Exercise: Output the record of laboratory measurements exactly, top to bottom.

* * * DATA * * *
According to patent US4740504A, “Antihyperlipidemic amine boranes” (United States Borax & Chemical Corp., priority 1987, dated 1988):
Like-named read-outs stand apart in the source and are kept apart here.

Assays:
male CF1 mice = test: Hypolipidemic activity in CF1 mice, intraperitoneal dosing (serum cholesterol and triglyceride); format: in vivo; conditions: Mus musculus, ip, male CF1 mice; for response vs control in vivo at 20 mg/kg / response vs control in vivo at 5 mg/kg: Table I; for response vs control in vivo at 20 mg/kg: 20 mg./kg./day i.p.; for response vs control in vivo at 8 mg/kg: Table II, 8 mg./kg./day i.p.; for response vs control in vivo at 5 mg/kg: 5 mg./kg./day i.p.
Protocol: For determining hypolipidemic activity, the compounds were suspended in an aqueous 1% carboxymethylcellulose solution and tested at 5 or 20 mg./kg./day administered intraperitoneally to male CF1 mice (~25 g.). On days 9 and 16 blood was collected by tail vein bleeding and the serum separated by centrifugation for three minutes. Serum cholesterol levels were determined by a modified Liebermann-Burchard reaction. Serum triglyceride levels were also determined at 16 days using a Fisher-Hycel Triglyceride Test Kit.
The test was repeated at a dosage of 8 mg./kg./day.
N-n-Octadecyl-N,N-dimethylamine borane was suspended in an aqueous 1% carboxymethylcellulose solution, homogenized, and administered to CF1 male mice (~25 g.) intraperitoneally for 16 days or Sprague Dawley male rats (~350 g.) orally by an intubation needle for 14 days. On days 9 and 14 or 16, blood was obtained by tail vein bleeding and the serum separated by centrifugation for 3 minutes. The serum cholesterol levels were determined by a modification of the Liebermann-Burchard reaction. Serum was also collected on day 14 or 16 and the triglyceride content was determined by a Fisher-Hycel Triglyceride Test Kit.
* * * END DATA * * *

According to patent US4740504A, “Antihyperlipidemic amine boranes” (United States Borax & Chemical Corp., priority 1987, dated 1988):
Like-named read-outs stand apart in the source and are kept apart here.

Assays:
male CF1 mice = test: Hypolipidemic activity in CF1 mice, intraperitoneal dosing (serum cholesterol and triglyceride); format: in vivo; conditions: Mus musculus, ip, male CF1 mice; for response vs control in vivo at 20 mg/kg / response vs control in vivo at 5 mg/kg: Table I; for response vs control in vivo at 20 mg/kg: 20 mg./kg./day i.p.; for response vs control in vivo at 8 mg/kg: Table II, 8 mg./kg./day i.p.; for response vs control in vivo at 5 mg/kg: 5 mg./kg./day i.p.
Protocol: For determining hypolipidemic activity, the compounds were suspended in an aqueous 1% carboxymethylcellulose solution and tested at 5 or 20 mg./kg./day administered intraperitoneally to male CF1 mice (~25 g.). On days 9 and 16 blood was collected by tail vein bleeding and the serum separated by centrifugation for three minutes. Serum cholesterol levels were determined by a modified Liebermann-Burchard reaction. Serum triglyceride levels were also determined at 16 days using a Fisher-Hycel Triglyceride Test Kit.
The test was repeated at a dosage of 8 mg./kg./day.
N-n-Octadecyl-N,N-dimethylamine borane was suspended in an aqueous 1% carboxymethylcellulose solution, homogenized, and administered to CF1 male mice (~25 g.) intraperitoneally for 16 days or Sprague Dawley male rats (~350 g.) orally by an intubation needle for 14 days. On days 9 and 14 or 16, blood was obtained by tail vein bleeding and the serum separated by centrifugation for 3 minutes. The serum cholesterol levels were determined by a modification of the Liebermann-Burchard reaction. Serum was also collected on day 14 or 16 and the triglyceride content was determined by a Fisher-Hycel Triglyceride Test Kit.